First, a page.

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The hugely popular Bosworth Medieval Festival is set to take place on August 20-21, attracting thousands of visitors, re-enactors and traders from across the UK and beyond.

Picture: Cheltenham Media

The event, at the Bosworth Battlefield Heritage Centre, will once more feature battle re-enactments by the Wars of the Roses Federation – including the Battle of Bosworth as the finale on both days – living history encampments to explore, author talks and a medieval craft market, as well as entry to the award-winning exhibition and free car parking.

Destrier’s horsemen and women will be returning with their mounted skill at arms and cavalry display and the fascinating Death of Richard III presentation, which was a huge hit with the crowd in 2019. They will also play a major role in the Battle of Bosworth re-enactments, representing Richard and Henry and their standard bearers on the battlefield. 

The full programme is still being confirmed and more attractions will be added to the line-up in the coming weeks to ensure that Bosworth Medieval Festival returns with a bang this year.

“We’re delighted to be able to welcome Bosworth Medieval Festival back to our events calendar in August after two years without it,” said councillor Christine Radford, Leicestershire County Council cabinet member for heritage, leisure & arts.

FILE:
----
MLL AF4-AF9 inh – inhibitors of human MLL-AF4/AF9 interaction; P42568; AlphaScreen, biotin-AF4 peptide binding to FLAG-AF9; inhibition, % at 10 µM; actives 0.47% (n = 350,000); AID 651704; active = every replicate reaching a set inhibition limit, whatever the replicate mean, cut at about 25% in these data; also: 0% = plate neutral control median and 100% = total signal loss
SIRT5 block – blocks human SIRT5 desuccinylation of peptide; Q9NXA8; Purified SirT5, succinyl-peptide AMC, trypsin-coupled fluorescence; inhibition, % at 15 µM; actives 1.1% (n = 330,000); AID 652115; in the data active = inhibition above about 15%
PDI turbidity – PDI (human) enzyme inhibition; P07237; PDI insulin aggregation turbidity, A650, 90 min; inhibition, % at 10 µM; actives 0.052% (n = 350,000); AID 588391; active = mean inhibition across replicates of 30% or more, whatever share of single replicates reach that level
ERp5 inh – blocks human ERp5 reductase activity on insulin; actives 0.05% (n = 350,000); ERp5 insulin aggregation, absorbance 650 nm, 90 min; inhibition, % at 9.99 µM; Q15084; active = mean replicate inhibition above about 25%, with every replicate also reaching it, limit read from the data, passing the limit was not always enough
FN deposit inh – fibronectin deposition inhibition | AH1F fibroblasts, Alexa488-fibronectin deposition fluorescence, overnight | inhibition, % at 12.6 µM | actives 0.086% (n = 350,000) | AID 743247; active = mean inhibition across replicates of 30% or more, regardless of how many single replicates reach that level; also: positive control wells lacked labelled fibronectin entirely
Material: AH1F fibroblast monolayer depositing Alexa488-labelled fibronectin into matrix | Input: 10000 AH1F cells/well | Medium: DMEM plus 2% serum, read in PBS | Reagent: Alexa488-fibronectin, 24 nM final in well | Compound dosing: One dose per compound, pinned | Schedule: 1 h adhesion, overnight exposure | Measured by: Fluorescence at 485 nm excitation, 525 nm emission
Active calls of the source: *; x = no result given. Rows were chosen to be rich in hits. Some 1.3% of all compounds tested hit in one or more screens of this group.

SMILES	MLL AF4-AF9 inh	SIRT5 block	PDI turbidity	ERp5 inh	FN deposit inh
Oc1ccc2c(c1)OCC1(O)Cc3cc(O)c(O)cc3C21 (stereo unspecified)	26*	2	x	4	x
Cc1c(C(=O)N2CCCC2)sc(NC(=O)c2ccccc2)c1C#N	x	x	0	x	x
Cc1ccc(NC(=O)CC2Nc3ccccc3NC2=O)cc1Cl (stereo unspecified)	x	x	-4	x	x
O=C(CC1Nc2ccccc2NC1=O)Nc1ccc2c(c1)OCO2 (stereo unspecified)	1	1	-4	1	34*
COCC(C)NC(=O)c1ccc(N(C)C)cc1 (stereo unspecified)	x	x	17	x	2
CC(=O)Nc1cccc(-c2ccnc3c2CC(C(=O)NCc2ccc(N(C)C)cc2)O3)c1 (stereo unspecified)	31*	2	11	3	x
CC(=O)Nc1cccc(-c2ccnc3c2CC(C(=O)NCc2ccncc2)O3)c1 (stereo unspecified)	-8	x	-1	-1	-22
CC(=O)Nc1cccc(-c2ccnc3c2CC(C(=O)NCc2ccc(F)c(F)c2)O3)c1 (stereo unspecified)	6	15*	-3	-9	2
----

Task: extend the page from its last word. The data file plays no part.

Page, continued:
“It is a great event with lots of activities for all the family, which attracts people from all over the UK and further afield and is always one of the highlights of the summer. Leicestershire has a rich and proud heritage to showcase and the Bosworth Medieval Festival does just that, as well as commemorating the Battle of Bosworth.

“I am really looking forward to its return on 20 and 21 August this year. It will be a great event for residents and visitors alike.”

The Battle of Bosworth was a pivotal moment in English history, which saw King Richard III lose his life and his crown to Henry Tudor – bringing the Tudor dynasty to the throne. The re-enactment aims to help visitors to learn more about this crucial point in English history, as well as honouring those who fought and died on both sides.

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